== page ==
The East Greenland Kayak
Building Notes: Deck


Chapelle208ShavingsRippingGunwalesDo you believe things happen for a reason?  By chance I was working all last weekend and couldn't make it to the celebrated annual Redfish Wooden Kayak Rendezvous (R2K6).  Just days before that my friend Dick found  an East Greenland Kayak replica for sale on Craigslist and bought it for nearly nothing.  He brought it to R2K to show off. He wanted me to try it out afterwards, so he sent it to Tacoma with my other new friend also named Dick, but we'll call him Richard.  Richard just finished the frame for his own skin boat, so when I arrived at his place (a big old sailboat sitting in the middle of Tacoma's downtown Thea Foss waterway) to pick up Dick's kayak, he generously gave me some very long left over pieces of oak bending stock.  When I discovered that I couldn't fit in Dick replica, I suggested to Dick that I modify the masik and coaming, and possibly even reskin the boat to get it to work.  Both Dick and the builder were strongly opposed to the idea of changing anything on it.  I respect that.  Even if no one except a 13-year kid can get in it, it's still a work of art.  So can you see it?  All the signs point me to building an East Greenland kayak of my very own!  I had been thinking about doing it for some time, following the lines from Adney and Chapelle's Bark Canoes and Skinboats of North America, figure 208.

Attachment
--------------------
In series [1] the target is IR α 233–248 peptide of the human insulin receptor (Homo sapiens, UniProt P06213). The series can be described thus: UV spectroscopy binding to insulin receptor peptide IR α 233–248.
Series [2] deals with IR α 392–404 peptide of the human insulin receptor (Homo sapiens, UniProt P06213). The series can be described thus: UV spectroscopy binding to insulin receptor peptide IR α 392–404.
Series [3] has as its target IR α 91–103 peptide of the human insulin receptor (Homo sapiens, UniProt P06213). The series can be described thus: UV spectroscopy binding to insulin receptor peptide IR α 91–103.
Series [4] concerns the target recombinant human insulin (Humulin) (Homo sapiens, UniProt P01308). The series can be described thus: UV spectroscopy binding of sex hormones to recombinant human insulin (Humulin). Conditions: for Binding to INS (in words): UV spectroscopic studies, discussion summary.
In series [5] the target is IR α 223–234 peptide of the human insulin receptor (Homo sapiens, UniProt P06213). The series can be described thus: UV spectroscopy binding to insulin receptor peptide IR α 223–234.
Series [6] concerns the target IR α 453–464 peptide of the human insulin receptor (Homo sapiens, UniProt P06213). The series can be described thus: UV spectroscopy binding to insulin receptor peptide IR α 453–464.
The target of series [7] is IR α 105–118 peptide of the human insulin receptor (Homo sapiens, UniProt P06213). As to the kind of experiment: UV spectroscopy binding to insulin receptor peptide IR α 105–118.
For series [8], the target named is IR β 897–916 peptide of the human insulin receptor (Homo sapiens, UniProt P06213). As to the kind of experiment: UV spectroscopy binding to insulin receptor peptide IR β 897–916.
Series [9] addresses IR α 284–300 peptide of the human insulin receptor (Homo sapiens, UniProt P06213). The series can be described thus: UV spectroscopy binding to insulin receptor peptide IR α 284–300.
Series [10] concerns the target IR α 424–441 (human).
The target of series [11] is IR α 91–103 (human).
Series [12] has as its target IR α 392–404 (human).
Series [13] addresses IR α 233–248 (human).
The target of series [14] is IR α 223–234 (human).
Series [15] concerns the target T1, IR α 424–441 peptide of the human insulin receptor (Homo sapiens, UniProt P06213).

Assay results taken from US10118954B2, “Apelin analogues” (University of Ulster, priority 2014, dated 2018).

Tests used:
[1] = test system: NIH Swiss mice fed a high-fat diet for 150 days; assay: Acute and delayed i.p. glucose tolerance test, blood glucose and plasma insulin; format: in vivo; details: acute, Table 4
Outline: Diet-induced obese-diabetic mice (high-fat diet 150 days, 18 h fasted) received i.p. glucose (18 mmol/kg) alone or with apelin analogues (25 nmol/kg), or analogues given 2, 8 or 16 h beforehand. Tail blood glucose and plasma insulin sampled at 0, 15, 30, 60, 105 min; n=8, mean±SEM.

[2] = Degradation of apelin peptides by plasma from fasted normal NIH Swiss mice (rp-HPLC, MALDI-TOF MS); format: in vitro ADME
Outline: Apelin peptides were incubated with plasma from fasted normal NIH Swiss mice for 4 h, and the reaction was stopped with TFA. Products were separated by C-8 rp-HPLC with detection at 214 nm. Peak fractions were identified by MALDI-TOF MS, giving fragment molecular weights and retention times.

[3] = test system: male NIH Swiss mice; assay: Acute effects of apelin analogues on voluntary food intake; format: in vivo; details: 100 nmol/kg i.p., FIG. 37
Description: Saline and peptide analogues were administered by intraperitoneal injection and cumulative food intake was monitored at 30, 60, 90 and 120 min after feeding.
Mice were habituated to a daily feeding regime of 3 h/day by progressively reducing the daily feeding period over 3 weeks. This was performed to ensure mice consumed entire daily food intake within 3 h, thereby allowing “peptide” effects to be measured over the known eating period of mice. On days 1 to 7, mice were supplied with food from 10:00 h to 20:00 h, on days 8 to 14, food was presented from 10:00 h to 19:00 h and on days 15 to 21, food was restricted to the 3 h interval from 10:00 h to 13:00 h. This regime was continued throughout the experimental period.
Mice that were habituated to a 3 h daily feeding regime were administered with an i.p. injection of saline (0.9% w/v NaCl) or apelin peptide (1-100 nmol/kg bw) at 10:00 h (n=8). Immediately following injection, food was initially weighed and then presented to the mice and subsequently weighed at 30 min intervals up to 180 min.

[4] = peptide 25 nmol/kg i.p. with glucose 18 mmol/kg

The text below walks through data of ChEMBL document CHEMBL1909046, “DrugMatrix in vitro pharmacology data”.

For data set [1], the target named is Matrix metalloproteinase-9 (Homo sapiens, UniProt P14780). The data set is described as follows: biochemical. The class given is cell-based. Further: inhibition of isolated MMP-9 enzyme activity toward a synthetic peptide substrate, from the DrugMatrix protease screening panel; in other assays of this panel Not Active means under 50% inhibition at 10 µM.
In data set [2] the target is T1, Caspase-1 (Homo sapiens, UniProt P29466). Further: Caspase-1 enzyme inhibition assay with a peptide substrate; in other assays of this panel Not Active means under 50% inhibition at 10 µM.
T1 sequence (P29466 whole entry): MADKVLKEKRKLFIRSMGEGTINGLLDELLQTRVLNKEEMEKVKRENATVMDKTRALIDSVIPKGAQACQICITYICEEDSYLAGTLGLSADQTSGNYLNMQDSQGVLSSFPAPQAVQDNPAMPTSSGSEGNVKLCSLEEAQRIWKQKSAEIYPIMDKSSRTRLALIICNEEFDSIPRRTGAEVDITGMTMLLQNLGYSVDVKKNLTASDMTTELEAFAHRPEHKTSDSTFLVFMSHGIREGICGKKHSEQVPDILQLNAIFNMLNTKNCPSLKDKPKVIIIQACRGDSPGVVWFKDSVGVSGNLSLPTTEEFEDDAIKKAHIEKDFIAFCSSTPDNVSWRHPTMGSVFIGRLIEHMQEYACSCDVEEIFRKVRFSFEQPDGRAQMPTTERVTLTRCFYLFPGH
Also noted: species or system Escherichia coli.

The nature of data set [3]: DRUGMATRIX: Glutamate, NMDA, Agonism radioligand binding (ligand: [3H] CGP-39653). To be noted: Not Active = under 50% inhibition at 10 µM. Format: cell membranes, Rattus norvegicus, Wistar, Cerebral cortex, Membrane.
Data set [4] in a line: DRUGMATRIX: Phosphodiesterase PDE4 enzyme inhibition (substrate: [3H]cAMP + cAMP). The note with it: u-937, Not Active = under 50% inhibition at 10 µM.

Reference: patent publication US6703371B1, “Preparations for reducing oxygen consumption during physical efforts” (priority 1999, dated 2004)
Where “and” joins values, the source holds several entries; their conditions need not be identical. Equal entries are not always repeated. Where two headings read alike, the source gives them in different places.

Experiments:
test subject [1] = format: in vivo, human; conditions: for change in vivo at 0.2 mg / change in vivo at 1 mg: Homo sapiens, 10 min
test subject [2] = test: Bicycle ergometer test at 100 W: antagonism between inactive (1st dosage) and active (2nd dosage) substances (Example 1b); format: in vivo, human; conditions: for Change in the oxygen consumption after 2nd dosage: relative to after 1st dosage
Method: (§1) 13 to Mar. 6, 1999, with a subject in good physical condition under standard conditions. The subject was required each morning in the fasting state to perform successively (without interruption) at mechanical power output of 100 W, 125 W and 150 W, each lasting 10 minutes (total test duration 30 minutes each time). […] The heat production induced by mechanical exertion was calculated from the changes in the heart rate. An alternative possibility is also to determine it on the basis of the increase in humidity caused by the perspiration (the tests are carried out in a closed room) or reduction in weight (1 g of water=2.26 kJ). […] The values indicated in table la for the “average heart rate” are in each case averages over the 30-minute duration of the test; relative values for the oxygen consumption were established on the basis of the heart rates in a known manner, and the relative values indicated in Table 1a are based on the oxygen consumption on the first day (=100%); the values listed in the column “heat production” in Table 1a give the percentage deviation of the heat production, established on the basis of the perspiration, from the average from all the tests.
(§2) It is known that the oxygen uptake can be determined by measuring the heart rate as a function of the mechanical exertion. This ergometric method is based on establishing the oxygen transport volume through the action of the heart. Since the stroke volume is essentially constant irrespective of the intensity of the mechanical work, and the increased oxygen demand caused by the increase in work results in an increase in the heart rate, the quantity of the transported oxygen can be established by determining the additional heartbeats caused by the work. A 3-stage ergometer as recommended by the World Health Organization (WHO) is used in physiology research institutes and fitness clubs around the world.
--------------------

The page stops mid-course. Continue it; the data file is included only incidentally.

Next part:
Last night I ripped and planed the oak rib and coaming stock, and set them in tubs of water to soak.  I went to my day job today and my cases were cancelled.  So I ended up having the whole day off, but it was raining and not the best day for paddling -- more signs!  So I had all morning and a good part of the afternoon to rip the gunwales, rout out the mortises for the ribs, and start shaping the deck, following the offsets I scratched down on brown paper.  Since this will be my 3rd skin boat, the work moves quickly -- there's not as much time wasted sitting around admiring my work, referring to the texts, or pondering my next move.

I haven't felt this good in a long time.  The irritability, restlessness, fatigue, joint pains, nausea, headaches, confusion, forgetfulness, anxiety, depression, and feelings of purposeless simply vanish when I'm working on a new boat!


ah g!

uh, yeah... you know we believe in signs. bigtime. glad that you're on board w all that now. the healing power of boats...

she'll be a beauty, i'm sure!

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